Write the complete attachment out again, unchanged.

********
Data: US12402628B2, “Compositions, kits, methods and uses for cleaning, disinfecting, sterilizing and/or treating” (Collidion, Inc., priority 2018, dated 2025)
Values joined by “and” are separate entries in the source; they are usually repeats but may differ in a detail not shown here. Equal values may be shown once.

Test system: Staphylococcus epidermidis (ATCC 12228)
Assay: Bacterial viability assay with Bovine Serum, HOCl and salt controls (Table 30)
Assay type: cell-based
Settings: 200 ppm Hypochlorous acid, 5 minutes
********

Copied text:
Data: US12402628B2, “Compositions, kits, methods and uses for cleaning, disinfecting, sterilizing and/or treating” (Collidion, Inc., priority 2018, dated 2025)
Values joined by “and” are separate entries in the source; they are usually repeats but may differ in a detail not shown here. Equal values may be shown once.

Test system: Staphylococcus epidermidis (ATCC 12228)
Assay: Bacterial viability assay with Bovine Serum, HOCl and salt controls (Table 30)
Assay type: cell-based
Settings: 200 ppm Hypochlorous acid, 5 minutes